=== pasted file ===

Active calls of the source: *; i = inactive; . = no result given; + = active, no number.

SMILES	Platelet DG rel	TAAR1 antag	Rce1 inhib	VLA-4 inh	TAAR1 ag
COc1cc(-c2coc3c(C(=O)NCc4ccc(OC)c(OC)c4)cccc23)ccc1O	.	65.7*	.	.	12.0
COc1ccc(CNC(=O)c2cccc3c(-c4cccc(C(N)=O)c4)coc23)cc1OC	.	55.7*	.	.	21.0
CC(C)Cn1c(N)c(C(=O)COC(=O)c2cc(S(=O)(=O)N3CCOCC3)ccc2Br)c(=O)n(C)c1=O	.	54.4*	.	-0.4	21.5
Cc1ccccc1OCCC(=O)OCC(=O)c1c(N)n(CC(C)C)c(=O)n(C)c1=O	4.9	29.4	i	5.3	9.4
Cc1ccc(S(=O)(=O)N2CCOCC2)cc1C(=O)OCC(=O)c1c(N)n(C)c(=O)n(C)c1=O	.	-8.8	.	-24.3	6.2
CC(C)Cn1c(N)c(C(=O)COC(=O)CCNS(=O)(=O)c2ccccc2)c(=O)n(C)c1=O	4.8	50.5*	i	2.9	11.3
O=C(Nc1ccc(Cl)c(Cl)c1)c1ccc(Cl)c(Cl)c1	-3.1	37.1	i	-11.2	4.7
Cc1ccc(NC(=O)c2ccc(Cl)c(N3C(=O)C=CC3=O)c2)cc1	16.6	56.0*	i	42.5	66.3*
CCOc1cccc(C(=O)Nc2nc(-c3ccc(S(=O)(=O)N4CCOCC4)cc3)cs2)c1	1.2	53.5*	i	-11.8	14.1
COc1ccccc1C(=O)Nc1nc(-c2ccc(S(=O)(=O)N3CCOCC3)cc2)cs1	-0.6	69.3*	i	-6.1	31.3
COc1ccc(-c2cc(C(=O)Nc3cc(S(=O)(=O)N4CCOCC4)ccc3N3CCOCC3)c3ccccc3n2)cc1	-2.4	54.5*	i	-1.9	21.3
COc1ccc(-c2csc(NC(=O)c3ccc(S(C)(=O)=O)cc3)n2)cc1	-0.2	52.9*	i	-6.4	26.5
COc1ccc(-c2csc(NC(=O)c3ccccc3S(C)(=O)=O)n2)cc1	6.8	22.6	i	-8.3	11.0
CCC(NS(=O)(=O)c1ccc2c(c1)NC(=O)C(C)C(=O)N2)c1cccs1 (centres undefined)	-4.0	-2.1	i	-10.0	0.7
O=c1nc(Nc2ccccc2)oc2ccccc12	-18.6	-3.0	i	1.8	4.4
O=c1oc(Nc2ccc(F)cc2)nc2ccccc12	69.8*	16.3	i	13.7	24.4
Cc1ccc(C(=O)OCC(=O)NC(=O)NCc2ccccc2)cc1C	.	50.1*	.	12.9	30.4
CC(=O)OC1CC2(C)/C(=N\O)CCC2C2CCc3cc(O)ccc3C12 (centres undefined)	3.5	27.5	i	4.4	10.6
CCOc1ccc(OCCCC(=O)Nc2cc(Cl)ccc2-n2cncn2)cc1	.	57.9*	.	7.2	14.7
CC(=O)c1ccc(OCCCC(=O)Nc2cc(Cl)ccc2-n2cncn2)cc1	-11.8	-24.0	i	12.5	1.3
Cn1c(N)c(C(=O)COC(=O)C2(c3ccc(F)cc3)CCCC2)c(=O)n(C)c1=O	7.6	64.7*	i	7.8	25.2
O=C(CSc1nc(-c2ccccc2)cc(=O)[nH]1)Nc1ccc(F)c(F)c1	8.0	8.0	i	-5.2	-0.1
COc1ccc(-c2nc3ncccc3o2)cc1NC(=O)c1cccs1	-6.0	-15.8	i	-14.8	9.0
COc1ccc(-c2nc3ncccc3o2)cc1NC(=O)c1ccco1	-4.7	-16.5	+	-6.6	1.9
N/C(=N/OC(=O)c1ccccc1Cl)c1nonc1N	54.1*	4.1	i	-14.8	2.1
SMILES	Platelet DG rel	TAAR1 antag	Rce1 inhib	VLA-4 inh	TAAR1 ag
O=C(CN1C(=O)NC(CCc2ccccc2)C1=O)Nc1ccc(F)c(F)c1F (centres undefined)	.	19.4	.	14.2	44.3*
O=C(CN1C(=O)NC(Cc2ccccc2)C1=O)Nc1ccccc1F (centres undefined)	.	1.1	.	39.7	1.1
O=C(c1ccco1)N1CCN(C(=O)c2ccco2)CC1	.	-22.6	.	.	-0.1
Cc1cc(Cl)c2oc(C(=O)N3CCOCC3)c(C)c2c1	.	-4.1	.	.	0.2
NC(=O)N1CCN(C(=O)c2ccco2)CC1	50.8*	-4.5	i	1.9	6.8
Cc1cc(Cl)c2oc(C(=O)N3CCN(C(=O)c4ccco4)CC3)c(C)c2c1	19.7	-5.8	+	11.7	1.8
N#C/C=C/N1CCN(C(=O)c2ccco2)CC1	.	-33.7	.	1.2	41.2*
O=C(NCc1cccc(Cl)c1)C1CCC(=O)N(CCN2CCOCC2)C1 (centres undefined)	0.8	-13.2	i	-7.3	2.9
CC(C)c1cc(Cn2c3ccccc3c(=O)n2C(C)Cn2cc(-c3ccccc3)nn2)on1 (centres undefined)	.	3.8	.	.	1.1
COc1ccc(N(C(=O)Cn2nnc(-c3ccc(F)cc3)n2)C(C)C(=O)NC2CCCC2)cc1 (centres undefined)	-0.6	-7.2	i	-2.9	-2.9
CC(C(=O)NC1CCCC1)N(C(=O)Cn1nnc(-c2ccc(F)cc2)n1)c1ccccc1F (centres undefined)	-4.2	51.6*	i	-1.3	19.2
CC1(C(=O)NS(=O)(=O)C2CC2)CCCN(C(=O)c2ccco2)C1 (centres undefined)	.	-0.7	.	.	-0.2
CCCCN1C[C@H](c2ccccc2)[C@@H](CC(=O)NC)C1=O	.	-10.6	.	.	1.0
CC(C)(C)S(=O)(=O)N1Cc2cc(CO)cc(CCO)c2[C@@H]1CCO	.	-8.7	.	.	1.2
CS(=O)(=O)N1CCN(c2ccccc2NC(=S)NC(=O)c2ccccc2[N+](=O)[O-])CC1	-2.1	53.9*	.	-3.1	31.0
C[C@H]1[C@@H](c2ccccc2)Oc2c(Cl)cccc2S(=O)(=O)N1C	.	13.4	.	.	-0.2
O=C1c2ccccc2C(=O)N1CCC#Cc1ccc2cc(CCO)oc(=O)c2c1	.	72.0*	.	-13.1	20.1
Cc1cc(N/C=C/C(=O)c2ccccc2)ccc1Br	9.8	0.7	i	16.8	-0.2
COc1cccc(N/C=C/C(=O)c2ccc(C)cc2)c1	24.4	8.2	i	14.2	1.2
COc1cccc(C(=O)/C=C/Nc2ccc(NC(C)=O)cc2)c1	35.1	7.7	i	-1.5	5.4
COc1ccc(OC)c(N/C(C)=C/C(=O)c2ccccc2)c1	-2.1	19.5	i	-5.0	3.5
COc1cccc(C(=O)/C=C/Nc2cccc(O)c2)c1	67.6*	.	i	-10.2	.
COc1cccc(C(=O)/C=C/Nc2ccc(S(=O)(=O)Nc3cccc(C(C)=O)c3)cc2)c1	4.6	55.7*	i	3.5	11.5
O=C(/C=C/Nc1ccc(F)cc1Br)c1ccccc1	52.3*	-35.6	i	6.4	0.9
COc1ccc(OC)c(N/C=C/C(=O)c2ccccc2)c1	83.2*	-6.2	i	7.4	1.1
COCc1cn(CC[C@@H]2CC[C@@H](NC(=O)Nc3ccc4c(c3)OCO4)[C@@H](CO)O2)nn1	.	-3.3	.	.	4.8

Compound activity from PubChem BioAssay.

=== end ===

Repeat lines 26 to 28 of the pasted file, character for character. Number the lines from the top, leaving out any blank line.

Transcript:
COc1ccc(-c2nc3ncccc3o2)cc1NC(=O)c1ccco1	-4.7	-16.5	+	-6.6	1.9
N/C(=N/OC(=O)c1ccccc1Cl)c1nonc1N	54.1*	4.1	i	-14.8	2.1
SMILES	Platelet DG rel	TAAR1 antag	Rce1 inhib	VLA-4 inh	TAAR1 ag